In 1811, the city fell into the hands of Ali Pasha of Tepelenë.  He enlarged the fortress and constructed a 12-km aqueduct, which brought drinking water from Sopot Mountain.  The stone aqueduct was the subject of a painting by the famous British artist Edward Lear (see photo above) who travelled widely in the region.  The, by now derelict, aqueduct was almost totally demolished in 1932, but in the Manalat Quarter a small section still stands, known locally as Ali Pasha’s Bridge or Manalat Bridge.  After Ali Pasha was killed by the forces of the Sublime Porte (the Ottoman Sultan and his court), the city continued as an Ottoman administrative centre and as a trading centre for local products including: livestock, wool, flannel, dairy products, silk, and embroidery.

Gjirokastra has always been a patriotic city and it was at the forefront of efforts to promote Albanian national identity during the 19th-century.  In 1880, the Assembly of Gjirokastra actively promoted the cause of self-government and resistance to Ottoman rule.  In 1908, Girokastra’s first Albanian language school, named Liria, was opened in the city followed by a series of patriotic clubs and societies.

During the early 20th-century Gjirokastra occupied an important location as the frontiers of modern Albania were being defined.  For a period following the collapse of Ottoman power and the declaration of Albanian Independence in 1912, it was part of the Autonomous Republic of Epirus under General Zographos who agitated for union with Greece, but after World War I the Entente powers (Britain, France and Russia) persuaded Greece to drop its claim to this majority ethnic Albanian area.  The present frontier was ratified internationally in 1921.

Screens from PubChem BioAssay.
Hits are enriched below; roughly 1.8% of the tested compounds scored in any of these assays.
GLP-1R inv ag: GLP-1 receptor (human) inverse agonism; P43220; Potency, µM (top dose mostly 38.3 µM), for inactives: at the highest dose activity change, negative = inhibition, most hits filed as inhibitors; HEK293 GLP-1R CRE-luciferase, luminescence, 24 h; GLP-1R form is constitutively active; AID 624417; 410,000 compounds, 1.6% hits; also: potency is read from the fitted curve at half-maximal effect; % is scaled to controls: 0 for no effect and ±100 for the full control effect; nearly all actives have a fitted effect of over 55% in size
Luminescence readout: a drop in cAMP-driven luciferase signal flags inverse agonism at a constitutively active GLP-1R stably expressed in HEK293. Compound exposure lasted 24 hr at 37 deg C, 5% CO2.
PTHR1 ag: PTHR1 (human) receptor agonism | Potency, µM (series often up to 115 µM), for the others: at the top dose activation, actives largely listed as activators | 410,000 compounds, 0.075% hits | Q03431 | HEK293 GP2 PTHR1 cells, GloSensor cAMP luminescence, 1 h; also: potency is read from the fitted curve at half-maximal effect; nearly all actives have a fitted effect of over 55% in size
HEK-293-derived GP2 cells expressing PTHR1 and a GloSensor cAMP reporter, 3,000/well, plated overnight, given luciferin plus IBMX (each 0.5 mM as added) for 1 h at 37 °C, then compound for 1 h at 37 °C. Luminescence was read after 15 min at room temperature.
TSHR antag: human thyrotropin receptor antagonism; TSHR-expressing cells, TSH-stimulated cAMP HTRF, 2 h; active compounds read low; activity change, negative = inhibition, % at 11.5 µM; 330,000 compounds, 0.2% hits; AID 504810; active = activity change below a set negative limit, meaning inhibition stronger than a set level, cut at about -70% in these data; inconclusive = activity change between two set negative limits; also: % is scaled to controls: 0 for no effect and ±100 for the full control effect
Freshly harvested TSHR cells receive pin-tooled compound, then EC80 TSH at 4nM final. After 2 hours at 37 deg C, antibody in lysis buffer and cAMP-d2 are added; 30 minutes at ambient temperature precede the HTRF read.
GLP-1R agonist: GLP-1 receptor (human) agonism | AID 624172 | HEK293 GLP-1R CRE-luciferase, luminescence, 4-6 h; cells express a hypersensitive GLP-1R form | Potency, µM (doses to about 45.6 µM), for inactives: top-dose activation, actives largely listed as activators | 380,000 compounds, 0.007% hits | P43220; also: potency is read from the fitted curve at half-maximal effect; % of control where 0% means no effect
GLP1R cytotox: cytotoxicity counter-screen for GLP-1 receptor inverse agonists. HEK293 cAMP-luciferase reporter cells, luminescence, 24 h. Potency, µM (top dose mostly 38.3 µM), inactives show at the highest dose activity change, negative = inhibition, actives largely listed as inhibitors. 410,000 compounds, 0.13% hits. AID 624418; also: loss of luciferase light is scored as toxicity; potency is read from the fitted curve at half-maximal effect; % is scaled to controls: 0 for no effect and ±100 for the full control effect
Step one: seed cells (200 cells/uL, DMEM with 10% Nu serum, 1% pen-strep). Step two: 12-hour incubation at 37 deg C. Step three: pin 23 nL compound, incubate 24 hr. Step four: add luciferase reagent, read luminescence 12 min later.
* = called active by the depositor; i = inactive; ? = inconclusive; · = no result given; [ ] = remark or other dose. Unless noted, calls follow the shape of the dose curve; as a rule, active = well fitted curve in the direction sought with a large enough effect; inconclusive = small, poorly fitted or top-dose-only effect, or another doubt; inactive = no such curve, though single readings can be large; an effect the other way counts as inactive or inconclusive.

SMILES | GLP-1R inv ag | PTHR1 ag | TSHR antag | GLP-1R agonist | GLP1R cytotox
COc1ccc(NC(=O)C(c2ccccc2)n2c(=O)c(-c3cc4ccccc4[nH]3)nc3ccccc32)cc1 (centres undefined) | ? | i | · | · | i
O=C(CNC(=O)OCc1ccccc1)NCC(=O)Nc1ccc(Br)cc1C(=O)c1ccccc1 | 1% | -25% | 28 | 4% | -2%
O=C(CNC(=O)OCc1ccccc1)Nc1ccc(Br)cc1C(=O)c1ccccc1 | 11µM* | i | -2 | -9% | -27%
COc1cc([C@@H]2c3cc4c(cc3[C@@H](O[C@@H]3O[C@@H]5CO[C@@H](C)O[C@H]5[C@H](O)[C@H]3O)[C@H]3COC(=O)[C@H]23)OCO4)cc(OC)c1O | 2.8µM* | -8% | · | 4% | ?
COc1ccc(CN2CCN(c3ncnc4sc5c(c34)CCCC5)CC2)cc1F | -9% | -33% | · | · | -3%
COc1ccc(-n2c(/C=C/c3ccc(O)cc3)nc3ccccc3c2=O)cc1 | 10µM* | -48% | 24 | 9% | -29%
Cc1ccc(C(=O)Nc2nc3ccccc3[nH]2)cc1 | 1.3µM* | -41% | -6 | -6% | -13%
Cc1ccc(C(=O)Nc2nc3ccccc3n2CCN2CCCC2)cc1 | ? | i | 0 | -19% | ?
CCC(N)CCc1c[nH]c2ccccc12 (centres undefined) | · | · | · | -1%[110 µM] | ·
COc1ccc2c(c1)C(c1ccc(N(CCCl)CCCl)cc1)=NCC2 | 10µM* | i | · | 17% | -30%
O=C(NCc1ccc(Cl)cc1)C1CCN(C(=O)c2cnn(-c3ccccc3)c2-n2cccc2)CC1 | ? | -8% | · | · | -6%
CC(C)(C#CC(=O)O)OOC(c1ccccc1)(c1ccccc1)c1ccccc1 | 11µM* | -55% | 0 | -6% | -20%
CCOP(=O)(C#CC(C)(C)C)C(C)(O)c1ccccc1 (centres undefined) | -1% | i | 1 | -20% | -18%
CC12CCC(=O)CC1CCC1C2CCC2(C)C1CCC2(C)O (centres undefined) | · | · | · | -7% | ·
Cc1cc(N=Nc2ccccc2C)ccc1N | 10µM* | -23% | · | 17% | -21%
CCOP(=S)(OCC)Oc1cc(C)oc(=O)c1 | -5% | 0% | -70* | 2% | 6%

During King Zog's reign (1928-1939), Gjirokastra established itself as one of the most important cultural and economic centres in the country, although it was also known for the large prison constructed in the castle during Zog’s reign.  The city fell under Italian occupation after their invasion of Albania in 1939, but it remained a centre of resistance to the Italian and later German occupation.  Much of the region was liberated in 1944 by the partisans and was used as a base for the liberation of the rest of the country in November 1944. 

The years under communism saw extensive industrialisation as well as substantial efforts to conserve the unique cultural heritage of the town (see separate section for more details).  When the communist regime fell at the end of 1990, Gjirokastra’s economy was already declining rapidly.  To achieve full employment, the communists assigned far more people to work in the already outdated and inefficient industrial complexes than were actually needed, and the collapse of the communist system resulted in the catastrophic loss of thousands of jobs in Gjirokastra.  Thousands in turn migrated either to Tirana or abroad in search of work.  In the civil unrest that followed the fall of the regime the National Armaments Museum was looted and the city’s enormous statue of Enver Hoxha was pulled down.  The site is now the car park of a coffee bar and restaurant.

Gjirokastra began a slow climb out of the initial chaos of the communist collapse, only to fall again during the 1997 crisis that revolved around electoral fraud and the collapse of pyramid savings schemes where thousands lost their life savings.  A significant part of the Bazaar was burned or otherwise damaged during this time, and the town suffered a state of siege as people struggled to survive in a violent and lawless environment.  The crisis triggered another mass emigration, abandoning many historic buildings to decay and collapse.  The days of the Museum City were long gone and the state was no longer able to exercise its legal obligation to fund the maintenance and conservation of Gjirokastra’s historic buildings.

Today the future of Gjirokastra looks a little brighter.  The base of the economy is agricultural, and food processing businesses have grown up in the region to take advantage of the high quality fruit, vegetable and dairy products.  The town has a university and is the central administrative hub for the region.  Tourism is proving to be one of the best hopes for economic development in Gjirokastra, building on the town’s unique cultural, historical and architectural heritage.